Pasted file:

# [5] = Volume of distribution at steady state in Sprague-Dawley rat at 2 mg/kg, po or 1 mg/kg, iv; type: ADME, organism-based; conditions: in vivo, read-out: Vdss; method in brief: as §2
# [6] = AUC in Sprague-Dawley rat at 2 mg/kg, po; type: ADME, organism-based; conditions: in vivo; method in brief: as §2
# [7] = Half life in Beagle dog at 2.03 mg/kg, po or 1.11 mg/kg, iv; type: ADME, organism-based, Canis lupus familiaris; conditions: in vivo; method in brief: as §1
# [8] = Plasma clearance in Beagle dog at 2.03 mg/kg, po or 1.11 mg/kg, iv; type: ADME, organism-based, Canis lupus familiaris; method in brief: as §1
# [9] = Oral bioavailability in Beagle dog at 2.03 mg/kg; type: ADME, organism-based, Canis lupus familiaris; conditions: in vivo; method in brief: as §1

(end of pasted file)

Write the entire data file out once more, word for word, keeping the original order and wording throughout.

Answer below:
# [5] = Volume of distribution at steady state in Sprague-Dawley rat at 2 mg/kg, po or 1 mg/kg, iv; type: ADME, organism-based; conditions: in vivo, read-out: Vdss; method in brief: as §2
# [6] = AUC in Sprague-Dawley rat at 2 mg/kg, po; type: ADME, organism-based; conditions: in vivo; method in brief: as §2
# [7] = Half life in Beagle dog at 2.03 mg/kg, po or 1.11 mg/kg, iv; type: ADME, organism-based, Canis lupus familiaris; conditions: in vivo; method in brief: as §1
# [8] = Plasma clearance in Beagle dog at 2.03 mg/kg, po or 1.11 mg/kg, iv; type: ADME, organism-based, Canis lupus familiaris; method in brief: as §1
# [9] = Oral bioavailability in Beagle dog at 2.03 mg/kg; type: ADME, organism-based, Canis lupus familiaris; conditions: in vivo; method in brief: as §1